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ERIC Number: EJ848676
Record Type: Journal
Publication Date: 2004
Pages: 7
Abstractor: ERIC
Reference Count: 6
ISBN: N/A
ISSN: ISSN-1056-7879
Why Isn't Looping a More Common Practice? A Leadership Case Study
Ovalle, Robert A.
International Journal of Educational Reform, v13 n2 p136-142 Spr 2004
One alternative to a traditional class is a looping class. What is "looping"? As described in the educational literature, looping is a practice that allows teachers to remain with their class for a period of two or more years. Looping has proved to be an effective process that increases student achievement, supports instructional time, and provides enhanced teacher-student relationship. Studies on school effectiveness have indicated that long-term teacher/student relationships support both student performance and teacher satisfaction. Looping has some disadvantages, like any instructional practice, but the advantages far outweigh the disadvantages. One of the major disadvantages of looping involves having to learn a new curriculum each year. If a teacher completes a 3-year loop, he or she will have to master three different curriculums in 3 years. In addition, the teacher must be knowledgeable about children's developmental needs in each grade level. These looping responsibilities placed on the teacher, in addition to one's normal school concerns, can prove overwhelming for many. In this case study the author discusses some of the major advantages of looping and shows that the practice of looping classes can result in higher achievement scores. (Contains 3 figures.)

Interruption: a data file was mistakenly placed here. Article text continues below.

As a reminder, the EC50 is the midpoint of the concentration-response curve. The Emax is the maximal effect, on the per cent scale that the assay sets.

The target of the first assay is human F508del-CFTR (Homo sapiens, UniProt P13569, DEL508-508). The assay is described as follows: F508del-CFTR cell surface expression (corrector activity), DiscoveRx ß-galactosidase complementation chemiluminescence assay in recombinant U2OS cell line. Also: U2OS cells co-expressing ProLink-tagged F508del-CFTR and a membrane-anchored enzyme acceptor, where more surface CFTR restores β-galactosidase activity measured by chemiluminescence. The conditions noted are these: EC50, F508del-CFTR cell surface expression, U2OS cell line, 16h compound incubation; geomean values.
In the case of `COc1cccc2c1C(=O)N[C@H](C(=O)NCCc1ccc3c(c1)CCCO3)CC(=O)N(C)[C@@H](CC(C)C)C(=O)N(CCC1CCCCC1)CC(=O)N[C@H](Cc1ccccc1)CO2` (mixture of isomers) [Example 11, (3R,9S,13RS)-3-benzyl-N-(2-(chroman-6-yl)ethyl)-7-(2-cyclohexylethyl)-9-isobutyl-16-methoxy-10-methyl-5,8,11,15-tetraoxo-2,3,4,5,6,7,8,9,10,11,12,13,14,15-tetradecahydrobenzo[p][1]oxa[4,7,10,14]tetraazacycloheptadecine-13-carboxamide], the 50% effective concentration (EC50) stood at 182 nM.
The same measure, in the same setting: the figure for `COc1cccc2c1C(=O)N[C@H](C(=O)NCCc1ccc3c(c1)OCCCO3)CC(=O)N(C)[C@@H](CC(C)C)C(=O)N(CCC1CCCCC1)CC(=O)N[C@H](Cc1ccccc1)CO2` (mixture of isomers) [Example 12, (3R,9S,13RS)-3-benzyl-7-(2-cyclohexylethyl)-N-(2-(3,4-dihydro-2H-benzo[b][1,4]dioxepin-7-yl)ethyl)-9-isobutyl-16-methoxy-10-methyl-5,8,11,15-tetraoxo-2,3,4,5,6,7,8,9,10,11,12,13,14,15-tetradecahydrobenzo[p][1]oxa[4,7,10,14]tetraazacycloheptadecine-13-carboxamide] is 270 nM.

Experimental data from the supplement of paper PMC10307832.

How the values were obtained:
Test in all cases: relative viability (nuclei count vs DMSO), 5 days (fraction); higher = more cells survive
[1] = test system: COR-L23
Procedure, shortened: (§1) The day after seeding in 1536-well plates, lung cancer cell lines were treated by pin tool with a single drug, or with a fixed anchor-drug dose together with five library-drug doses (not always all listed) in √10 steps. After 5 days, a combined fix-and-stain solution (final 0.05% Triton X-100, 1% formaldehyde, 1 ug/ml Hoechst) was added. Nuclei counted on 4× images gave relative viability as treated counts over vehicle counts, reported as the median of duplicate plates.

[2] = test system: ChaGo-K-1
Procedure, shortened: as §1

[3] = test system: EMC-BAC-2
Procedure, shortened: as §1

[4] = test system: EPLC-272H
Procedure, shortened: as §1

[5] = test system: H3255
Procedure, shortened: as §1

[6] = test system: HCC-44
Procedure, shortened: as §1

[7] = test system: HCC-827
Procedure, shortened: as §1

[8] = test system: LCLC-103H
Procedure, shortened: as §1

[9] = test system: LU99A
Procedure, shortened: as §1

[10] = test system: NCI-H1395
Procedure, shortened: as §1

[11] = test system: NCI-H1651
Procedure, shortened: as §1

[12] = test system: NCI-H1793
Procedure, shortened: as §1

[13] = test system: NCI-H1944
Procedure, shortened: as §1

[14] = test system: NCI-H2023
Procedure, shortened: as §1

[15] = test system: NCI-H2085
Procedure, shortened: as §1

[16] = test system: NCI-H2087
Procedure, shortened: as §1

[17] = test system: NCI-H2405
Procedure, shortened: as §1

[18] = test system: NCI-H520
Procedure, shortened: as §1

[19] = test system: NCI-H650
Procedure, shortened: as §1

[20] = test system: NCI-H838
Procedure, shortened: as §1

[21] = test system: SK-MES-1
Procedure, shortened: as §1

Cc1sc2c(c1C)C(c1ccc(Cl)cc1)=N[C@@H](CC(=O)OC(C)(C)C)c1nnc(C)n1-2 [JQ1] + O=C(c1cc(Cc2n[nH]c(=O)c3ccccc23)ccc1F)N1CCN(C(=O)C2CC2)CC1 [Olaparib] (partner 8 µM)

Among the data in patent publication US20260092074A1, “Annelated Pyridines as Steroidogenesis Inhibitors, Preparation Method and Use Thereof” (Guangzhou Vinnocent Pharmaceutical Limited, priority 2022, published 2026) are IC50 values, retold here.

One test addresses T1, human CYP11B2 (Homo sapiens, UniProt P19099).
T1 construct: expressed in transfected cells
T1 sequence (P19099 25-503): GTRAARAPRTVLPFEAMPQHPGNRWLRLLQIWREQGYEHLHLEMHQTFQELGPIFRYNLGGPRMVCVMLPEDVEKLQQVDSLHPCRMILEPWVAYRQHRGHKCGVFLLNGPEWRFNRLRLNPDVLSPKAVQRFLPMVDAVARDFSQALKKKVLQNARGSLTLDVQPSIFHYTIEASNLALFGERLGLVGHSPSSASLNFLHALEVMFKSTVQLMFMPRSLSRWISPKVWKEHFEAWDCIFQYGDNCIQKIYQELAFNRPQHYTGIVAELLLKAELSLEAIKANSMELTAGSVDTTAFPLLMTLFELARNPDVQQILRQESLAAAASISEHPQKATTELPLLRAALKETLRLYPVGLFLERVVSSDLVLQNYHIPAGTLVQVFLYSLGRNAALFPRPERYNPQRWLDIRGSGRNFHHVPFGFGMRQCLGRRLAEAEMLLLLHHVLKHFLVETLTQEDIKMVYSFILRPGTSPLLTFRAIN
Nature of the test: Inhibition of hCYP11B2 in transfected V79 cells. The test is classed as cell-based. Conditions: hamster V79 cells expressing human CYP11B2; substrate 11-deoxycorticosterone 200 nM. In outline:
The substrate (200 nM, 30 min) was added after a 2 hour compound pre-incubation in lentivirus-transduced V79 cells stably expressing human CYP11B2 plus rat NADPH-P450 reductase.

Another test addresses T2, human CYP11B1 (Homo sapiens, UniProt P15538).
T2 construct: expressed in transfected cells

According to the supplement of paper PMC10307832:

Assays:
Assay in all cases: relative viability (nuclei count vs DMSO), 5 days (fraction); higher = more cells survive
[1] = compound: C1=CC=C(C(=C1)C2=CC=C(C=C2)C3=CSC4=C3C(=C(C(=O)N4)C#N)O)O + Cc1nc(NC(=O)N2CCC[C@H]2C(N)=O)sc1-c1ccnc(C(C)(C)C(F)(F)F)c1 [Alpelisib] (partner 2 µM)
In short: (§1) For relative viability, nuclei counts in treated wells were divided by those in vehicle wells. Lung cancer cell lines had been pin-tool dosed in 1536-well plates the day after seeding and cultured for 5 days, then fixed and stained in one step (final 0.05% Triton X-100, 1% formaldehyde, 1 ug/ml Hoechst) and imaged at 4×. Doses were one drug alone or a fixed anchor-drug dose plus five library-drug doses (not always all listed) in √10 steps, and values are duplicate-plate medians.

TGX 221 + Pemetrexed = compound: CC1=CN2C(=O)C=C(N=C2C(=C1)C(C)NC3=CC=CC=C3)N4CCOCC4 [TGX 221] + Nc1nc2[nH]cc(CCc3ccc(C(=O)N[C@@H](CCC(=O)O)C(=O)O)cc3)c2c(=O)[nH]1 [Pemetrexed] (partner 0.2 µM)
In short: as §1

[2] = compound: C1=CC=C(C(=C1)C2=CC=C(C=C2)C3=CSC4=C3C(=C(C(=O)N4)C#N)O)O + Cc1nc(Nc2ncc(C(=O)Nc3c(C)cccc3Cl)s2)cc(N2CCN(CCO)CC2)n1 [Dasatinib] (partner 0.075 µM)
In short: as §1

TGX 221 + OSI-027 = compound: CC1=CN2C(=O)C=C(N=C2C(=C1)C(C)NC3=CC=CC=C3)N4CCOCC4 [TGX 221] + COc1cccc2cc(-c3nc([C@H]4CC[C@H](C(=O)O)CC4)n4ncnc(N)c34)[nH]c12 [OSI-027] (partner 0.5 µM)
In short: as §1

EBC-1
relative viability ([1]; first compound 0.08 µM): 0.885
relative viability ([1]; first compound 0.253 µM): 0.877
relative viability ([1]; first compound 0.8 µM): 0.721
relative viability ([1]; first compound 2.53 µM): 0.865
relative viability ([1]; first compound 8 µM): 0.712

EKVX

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Publication Type: Journal Articles; Reports - Descriptive
Education Level: N/A
Audience: Teachers
Language: English
Sponsor: N/A
Authoring Institution: N/A